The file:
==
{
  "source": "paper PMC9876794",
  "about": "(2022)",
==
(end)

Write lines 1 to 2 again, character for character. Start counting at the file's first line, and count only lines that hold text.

{
  "source": "paper PMC9876794",